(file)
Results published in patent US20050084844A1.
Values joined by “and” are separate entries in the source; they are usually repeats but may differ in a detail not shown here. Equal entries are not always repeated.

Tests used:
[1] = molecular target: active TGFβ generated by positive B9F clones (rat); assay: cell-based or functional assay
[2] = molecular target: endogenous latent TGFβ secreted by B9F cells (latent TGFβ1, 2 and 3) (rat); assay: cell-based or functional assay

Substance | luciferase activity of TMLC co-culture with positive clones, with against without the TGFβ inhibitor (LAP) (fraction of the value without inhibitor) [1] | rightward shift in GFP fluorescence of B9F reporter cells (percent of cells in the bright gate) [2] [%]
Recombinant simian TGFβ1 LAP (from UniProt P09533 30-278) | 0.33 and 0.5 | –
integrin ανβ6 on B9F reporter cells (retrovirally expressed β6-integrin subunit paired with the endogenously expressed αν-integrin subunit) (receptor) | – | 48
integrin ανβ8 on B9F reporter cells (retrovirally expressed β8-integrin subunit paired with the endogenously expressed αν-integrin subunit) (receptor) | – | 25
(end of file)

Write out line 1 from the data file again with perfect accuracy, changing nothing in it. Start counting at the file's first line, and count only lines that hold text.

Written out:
Results published in patent US20050084844A1.